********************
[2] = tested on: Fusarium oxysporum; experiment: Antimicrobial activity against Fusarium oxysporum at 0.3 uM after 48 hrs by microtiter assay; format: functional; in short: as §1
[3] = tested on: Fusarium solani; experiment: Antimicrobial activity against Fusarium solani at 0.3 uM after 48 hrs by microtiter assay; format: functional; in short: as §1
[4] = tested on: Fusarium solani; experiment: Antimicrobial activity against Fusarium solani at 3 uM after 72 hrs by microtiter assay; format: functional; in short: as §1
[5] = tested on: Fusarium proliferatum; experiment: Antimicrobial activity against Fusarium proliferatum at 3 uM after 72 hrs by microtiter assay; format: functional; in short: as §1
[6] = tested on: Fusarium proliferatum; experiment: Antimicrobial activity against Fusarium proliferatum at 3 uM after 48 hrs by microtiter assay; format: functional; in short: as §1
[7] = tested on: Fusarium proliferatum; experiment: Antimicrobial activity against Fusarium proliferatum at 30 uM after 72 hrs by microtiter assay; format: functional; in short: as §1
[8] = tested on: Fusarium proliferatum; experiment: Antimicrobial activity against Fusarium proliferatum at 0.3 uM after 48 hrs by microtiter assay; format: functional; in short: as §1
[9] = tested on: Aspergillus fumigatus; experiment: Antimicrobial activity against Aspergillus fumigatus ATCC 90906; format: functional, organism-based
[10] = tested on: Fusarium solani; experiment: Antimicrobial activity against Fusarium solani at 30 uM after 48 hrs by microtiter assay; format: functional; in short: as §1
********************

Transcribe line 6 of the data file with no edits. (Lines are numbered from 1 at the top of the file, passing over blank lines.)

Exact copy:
[7] = tested on: Fusarium proliferatum; experiment: Antimicrobial activity against Fusarium proliferatum at 30 uM after 72 hrs by microtiter assay; format: functional; in short: as §1